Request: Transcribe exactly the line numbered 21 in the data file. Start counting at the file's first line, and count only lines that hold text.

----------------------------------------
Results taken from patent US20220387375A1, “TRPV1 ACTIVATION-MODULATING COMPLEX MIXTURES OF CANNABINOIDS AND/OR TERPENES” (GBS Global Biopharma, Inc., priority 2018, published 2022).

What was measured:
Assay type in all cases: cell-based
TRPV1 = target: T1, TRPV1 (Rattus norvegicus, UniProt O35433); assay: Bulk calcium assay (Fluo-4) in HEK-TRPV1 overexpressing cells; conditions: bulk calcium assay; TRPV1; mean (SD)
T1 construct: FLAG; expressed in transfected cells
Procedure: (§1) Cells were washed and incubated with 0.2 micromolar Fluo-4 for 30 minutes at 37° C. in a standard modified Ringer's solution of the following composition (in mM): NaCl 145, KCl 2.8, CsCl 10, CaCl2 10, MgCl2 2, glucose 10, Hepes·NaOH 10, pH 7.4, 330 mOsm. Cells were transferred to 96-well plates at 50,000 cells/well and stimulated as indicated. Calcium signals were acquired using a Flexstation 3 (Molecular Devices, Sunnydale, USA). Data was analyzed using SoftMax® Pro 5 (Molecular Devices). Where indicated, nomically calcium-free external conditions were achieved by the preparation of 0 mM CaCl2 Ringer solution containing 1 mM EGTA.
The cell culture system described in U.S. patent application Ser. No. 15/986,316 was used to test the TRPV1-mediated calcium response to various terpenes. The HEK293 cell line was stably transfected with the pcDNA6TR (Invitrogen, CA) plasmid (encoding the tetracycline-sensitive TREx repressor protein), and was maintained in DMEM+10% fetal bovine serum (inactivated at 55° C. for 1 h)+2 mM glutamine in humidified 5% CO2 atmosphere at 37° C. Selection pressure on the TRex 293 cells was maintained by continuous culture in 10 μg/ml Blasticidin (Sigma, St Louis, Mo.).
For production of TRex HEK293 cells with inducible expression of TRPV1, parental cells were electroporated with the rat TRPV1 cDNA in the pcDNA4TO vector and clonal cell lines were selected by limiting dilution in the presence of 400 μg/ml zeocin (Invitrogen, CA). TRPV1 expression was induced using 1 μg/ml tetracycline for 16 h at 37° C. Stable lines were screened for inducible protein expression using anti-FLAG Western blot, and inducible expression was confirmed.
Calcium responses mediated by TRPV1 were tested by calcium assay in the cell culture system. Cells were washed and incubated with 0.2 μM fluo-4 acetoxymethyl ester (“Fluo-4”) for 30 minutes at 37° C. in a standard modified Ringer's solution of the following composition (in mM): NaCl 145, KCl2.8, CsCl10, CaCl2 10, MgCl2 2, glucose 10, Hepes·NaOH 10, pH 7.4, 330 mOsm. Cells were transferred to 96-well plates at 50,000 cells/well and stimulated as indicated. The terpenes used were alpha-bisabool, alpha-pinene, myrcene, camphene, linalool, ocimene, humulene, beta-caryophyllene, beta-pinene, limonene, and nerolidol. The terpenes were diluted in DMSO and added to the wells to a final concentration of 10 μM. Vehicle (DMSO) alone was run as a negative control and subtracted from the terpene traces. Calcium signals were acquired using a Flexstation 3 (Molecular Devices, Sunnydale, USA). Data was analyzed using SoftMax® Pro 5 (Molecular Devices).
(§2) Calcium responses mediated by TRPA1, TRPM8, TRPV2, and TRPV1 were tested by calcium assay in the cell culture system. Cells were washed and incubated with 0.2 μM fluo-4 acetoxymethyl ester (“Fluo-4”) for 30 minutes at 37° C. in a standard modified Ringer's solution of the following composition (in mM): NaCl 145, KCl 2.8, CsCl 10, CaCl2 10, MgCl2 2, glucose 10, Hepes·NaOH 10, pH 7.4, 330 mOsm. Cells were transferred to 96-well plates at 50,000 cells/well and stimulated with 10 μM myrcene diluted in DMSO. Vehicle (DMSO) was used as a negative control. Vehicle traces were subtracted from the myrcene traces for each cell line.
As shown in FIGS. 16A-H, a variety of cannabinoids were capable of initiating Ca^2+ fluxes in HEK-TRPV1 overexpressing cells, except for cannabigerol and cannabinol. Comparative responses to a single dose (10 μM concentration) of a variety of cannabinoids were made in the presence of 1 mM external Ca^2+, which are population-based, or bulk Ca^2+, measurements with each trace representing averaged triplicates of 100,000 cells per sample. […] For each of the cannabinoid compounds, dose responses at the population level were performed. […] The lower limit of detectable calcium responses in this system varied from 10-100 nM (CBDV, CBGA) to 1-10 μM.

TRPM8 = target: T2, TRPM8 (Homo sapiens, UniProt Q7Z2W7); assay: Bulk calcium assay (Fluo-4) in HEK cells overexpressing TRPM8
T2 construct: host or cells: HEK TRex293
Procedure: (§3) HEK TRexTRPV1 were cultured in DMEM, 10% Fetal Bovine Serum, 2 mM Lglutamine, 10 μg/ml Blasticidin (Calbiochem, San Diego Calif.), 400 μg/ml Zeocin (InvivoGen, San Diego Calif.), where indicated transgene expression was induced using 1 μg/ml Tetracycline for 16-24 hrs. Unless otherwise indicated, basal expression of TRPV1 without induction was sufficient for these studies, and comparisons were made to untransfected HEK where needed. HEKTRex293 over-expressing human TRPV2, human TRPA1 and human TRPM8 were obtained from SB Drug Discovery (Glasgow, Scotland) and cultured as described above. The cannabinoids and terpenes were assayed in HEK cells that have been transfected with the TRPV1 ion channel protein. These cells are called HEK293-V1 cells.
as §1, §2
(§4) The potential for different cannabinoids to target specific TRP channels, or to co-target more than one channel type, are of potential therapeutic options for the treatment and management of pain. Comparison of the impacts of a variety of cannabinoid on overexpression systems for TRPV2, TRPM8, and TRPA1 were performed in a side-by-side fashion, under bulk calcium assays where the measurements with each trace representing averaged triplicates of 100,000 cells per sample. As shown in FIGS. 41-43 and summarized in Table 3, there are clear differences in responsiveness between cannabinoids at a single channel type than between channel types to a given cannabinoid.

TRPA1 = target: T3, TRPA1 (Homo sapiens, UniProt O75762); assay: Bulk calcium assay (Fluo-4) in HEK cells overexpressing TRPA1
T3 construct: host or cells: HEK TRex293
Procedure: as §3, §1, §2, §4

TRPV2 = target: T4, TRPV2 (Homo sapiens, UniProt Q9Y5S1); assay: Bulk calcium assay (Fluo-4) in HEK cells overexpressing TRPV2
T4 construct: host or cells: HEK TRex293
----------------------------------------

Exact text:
T4 construct: host or cells: HEK TRex293